Of course, we won't leave you got out in the cold. For your physical well-being the region provides you with food and coffee so why not trying one of the 160 famous cheese, while enjoying delicious wine as e.g. Barolo or vermouth in the regional restaurant Boja Fauss? Chocoholics and people who are addicted to coffee, should definetely go to Turin, because here is, where you can find the roots of chocolate and coffee industry. Let’s head to Piazza Castello, to Al Bicerin or Café Platti in order to enjoy some culinary delights. You should keep in mind, that dining in Turin is special and highly valued. Not only do the restaurants offer delicious meals, they also have got fixed opening hours. Usually, lunch is served between 12:30-15:00 and dinner between 19:30- 23:00. If you’re looking for some cultural entertainment, Teatro Regio, also situated at Piazza Castello and the Egyptian Museum surely are the places to be. Adventurous people can take a time travel, visiting Parco Regionale La Mandria, where you can find lakes, historical buildings and several ancient churches. If you’re planning your trip to Piedmontese’s capital in summer, it’s the perfect time for taking part in the following cultural celebrations:The theatre-celebrating Festival delle Colline Torinesi and the “International Jazz Festival of Torino”. You can also visit the cultural city of Turin during winter, when the Turin International Contemporary Art Festival takes place, where you can have a look at pieces of more than 150 of the world’s leading contemporary art galleries. Those who are looking for some party, will not be disappointed when going to Turin’s bars and clubs like the Hiroshima Mon Amour, the Alcatraz or the Cab 41- discover for yourself! To find an accomodation, just book your Hotel in Turin here.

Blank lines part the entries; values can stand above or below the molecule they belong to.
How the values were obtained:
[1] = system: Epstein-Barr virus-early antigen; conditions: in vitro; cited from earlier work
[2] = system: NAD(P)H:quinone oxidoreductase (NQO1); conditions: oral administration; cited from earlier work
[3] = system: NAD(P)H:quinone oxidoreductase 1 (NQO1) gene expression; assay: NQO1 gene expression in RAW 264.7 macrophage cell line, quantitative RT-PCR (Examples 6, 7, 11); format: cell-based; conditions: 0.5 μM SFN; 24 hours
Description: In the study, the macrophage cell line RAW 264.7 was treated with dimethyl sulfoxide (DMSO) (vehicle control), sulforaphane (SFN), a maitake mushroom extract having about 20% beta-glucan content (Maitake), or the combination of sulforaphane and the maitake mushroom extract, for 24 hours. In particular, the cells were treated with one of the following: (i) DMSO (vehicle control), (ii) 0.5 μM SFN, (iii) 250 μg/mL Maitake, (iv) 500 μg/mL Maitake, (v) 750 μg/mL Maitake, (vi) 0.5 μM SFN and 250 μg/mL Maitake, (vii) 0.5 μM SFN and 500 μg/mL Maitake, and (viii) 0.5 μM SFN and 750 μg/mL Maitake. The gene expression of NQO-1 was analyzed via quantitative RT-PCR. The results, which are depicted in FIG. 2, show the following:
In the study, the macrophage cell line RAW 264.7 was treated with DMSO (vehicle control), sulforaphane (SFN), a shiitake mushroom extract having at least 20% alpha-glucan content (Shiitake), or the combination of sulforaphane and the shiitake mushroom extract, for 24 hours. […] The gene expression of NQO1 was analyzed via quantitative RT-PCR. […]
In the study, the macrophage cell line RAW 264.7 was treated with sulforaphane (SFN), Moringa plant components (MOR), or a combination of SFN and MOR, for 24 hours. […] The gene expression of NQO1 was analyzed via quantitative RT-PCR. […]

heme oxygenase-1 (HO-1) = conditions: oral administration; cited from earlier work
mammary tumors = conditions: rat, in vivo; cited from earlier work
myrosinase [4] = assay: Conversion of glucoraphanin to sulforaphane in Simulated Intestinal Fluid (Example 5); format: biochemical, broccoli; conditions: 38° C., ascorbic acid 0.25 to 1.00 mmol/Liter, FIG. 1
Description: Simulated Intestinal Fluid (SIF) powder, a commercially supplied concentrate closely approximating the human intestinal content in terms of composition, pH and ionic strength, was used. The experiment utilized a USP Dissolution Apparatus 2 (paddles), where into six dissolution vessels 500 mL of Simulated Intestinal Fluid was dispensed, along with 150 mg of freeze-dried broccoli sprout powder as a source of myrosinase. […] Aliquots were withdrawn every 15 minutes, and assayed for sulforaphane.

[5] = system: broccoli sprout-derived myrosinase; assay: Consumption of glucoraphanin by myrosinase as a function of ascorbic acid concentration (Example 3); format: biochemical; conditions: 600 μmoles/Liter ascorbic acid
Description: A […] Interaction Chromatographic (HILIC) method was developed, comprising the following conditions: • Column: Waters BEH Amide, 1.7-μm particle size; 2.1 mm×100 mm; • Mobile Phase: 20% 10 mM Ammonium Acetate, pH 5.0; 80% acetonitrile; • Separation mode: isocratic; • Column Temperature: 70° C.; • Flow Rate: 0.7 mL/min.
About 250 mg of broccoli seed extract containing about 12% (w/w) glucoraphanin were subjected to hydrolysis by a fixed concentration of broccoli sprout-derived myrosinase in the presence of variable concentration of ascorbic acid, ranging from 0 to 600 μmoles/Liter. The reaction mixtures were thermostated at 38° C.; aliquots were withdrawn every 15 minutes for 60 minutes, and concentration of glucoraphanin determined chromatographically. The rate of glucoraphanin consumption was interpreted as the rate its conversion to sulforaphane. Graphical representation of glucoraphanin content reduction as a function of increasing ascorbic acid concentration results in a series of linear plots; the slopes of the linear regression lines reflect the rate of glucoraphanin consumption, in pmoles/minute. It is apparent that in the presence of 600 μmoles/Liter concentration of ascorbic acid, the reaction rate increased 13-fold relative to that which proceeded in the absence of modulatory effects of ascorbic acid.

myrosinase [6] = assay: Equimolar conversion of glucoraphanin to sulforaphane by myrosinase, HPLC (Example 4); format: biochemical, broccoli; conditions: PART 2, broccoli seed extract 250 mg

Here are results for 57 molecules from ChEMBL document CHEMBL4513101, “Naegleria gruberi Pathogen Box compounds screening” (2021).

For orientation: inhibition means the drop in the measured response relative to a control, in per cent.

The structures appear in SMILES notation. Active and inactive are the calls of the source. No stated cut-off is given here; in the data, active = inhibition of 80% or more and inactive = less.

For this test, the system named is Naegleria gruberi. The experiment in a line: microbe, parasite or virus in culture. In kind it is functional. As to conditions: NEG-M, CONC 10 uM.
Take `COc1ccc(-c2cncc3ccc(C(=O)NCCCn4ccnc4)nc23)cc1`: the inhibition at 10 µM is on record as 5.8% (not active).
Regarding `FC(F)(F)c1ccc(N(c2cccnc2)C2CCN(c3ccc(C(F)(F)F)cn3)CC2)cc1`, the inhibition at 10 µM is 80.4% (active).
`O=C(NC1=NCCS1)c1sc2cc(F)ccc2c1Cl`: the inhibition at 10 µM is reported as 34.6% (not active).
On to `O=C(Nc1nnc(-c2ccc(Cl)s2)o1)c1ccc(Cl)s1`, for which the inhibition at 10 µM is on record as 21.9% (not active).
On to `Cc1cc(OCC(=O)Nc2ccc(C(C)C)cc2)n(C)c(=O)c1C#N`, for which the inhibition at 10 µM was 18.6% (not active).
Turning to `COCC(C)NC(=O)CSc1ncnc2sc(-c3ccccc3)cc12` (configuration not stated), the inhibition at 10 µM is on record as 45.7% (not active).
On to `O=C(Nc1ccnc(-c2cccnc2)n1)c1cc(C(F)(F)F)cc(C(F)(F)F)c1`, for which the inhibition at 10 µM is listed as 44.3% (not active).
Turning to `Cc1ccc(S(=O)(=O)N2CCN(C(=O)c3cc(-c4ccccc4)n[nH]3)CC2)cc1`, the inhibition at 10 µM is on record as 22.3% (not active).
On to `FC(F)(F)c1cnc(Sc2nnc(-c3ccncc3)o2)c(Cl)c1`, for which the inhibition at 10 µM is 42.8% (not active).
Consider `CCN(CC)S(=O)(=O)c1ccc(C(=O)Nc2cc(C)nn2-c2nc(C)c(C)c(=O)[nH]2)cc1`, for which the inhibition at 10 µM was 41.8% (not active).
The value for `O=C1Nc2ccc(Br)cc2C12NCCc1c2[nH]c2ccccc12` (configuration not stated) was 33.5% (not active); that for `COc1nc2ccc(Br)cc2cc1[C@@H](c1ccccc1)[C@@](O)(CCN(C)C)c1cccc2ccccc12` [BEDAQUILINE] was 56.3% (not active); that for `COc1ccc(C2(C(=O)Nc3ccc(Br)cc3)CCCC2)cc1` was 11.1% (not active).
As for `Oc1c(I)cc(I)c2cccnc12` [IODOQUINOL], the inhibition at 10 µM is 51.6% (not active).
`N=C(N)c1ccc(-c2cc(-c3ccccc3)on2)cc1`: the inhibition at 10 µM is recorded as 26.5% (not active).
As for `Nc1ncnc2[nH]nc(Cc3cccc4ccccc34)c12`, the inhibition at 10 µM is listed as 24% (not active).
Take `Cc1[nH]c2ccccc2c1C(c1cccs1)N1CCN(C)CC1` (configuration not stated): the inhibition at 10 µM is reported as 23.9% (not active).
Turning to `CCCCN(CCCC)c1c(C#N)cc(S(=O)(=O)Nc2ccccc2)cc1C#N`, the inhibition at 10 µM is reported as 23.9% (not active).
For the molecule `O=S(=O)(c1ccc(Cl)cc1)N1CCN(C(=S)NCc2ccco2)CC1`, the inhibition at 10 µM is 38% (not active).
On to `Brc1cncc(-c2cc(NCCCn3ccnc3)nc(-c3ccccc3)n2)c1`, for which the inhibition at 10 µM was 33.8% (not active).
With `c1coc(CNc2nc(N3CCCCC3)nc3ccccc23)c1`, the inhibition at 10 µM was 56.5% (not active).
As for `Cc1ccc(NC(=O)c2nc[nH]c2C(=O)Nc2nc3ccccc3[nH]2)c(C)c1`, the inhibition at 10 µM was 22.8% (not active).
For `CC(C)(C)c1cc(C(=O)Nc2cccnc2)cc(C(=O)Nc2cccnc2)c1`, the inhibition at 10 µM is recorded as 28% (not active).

Are there any districts you should not miss?